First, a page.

Jennifer Cronin is a Chicago based artist who’s practice utilizes psychologically charged and uncanny images. Her latest series continues to laden realistic imagery with hidden potentiality with portraits of foreclosed homes on Chicago’s south side. While the post 2008 foreclosure crisis seems to have slowed and even reversed in certain parts of the city, some areas such as the far west and south sides, still maintain high foreclosure rates. For many residents this crisis still exists. The image of the decaying buildings reflect the wreckage of personal lives disrupted, as well as the degraded social and economic conditions which brought them about. Below is an interview with the artist about the work:
Many of your past works involve encounters with the surreal, how do you see that impacting this new body of work about foreclosed homes? Do you see the homes as encounters with the surreal?
In my past work, I used surreal, somewhat abstract elements to play with the idea of the unknown. I was always interested in creating a psychological space that was some mixture of wonder and fear. I enjoyed using the ambiguity of abstraction to draw the viewer in, bringing about a sense of wonder and encouraging people to consider multiple possibilities. While I don’t see the homes literally as encounters with the surreal, I think I’m interested in creating a similar space of wonder. One that is filled with untold stories, struggles, accomplishments, and disappointments.
How did you go about picking the particular buildings that you drew?
When traveling to areas of Chicago that have been hit the hardest by the foreclosure crisis, it seems like there is sadly no end of boarded up houses in sight. I came from these trips with many images to choose from, each just as interesting as the last. I think what I was most drawn to in these images was the details. The icicle Christmas light that were still left on the porch, the peeling paint, or official documents taped to the front door—each detail told a story, so I was looking for houses with the most interesting details. I also chose some houses that were surrounded by empty lots, since the empty lots tell just as stark and powerful a tale.
Did you actually visit the sights? Did you do the drawings plein air?
I did visit the sites, but did not do the drawings en plein air just for practical reasons. Particularly, the amount of time spent on each piece would make that a difficult feat. But visiting the sites and photographing these houses was a very poignant and meaningful process for me. On my first excursion to photograph houses in Englewood, I traveled with the help of JR Fleming, the founder of the Chicago Anti-Eviction Campaign. This noble, grass-roots organization helps victims of foreclosure in any way possible. Sometimes they take back and fix up abandoned houses and move homeless families back into them. Sometimes they stage protests at eviction sites. They help to rebuild communities and give some power back to the people. I felt truly humbled and awed by the greatness of JR and his movement, and it really helped me to see the larger picture.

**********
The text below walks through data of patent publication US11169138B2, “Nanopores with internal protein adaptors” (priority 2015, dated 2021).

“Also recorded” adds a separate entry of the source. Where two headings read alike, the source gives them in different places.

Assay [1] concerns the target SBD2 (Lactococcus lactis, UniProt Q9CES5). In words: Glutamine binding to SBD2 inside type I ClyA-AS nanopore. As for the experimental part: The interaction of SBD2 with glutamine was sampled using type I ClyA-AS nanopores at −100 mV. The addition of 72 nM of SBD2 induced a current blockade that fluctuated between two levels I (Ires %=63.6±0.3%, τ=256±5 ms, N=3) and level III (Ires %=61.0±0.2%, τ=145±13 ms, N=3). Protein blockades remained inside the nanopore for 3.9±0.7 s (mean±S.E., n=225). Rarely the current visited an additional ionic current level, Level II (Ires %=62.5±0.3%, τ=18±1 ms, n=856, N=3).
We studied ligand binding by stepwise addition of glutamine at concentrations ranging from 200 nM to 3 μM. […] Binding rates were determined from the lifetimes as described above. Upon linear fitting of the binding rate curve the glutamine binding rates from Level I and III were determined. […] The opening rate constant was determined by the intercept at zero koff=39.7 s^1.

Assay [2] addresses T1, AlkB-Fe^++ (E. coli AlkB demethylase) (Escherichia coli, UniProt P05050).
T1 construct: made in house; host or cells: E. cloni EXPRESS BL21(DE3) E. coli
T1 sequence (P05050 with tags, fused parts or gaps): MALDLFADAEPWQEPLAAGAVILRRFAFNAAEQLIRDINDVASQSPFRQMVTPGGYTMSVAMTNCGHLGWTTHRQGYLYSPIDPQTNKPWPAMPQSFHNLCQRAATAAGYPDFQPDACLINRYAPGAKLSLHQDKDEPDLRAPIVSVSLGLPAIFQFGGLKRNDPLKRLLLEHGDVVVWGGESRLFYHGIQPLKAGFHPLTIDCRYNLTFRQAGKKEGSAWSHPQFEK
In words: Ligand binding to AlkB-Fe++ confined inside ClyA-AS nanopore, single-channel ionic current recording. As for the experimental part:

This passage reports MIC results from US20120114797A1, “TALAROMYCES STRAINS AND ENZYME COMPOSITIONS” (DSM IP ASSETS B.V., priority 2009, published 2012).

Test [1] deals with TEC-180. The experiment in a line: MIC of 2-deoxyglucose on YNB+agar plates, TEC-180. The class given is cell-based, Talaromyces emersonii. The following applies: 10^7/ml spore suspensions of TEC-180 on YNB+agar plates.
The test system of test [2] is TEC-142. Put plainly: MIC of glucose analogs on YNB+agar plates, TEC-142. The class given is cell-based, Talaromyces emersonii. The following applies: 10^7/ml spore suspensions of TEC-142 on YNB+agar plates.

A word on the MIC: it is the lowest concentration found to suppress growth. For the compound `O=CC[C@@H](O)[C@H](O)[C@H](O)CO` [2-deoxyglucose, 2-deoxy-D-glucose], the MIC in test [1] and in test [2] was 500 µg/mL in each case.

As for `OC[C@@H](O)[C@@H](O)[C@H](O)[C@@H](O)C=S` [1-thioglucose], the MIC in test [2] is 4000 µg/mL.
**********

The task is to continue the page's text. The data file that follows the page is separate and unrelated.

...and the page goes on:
All of these buildings are on the far south side of Chicago, correct? Is this particular location important to you or the work in any way, or do you see it as expressive of something more general?
Most of the drawings in this series are from the south side of Chicago, except for one. When I began the series, I ventured close to where I was living at the time to Humboldt Park to take my first set of photos. So, the first drawing in the series was from Humboldt Park. After that, all of the other houses were from the south side, particularly Englewood and south Back of the Yards. These neighborhoods, along with several others, have been hit hard by the foreclosure crisis. There are some blocks that are nearly empty because of all of the houses that have been torn down. When people think about the foreclosure crisis and abandoned buildings, many times they think about other cities such as Detroit, and might not necessarily realize the scar left on neighborhoods right here in Chicago. And I do think that is expressive larger issues relating to race and socioeconomic status. What does it mean that we live in a society where the people who need help the most are forced out of their homes and onto the streets? And that those who have taken advantage and trapped many of these people with ballooning mortgages and other deceitful practices are completely unpunished. These questions are at the heart of these works, along with all of the untold stories and individual lives surrounding these houses.
“Shuttered” (above) features this new body of work by Jennifer Cronin and will be on exhibition at Elephant Room Gallery located at 704 S Wabash Ave. in Chicago’s South Loop November 13th, 2015 through January 2nd, 2016. An opening reception will be on Friday the 13th from 6:30 to 9:00pm.